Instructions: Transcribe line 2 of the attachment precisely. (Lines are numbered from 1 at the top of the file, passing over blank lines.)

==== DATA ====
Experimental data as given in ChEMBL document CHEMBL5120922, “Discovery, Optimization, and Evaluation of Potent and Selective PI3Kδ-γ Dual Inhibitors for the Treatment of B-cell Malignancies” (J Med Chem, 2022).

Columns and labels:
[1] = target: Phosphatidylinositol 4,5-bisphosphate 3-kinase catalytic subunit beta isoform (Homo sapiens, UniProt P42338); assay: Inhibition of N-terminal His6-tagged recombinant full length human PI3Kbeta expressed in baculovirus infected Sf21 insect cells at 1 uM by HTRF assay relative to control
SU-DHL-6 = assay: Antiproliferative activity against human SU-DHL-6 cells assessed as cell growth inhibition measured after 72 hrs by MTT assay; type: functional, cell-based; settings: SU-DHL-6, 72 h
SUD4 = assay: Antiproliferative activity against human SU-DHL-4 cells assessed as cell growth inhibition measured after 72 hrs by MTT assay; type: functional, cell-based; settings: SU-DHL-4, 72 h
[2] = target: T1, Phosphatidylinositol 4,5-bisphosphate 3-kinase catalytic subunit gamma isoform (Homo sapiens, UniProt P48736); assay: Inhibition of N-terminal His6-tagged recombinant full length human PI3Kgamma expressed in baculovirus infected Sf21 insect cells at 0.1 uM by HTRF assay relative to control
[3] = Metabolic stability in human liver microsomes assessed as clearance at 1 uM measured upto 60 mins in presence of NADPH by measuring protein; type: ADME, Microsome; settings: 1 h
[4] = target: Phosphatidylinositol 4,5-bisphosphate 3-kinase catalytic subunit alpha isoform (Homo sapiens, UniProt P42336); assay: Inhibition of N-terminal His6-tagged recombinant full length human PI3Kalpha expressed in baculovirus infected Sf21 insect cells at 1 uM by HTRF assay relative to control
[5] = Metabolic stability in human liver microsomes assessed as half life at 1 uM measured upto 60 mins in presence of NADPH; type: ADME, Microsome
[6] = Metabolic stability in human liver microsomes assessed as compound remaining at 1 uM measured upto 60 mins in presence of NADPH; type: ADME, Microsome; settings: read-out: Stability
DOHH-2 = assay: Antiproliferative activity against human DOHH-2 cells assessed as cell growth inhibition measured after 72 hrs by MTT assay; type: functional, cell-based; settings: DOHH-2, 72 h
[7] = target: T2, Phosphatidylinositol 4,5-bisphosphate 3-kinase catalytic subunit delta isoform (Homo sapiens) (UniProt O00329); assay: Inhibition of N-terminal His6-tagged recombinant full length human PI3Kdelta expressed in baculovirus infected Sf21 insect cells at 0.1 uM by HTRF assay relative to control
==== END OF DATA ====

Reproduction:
Columns and labels: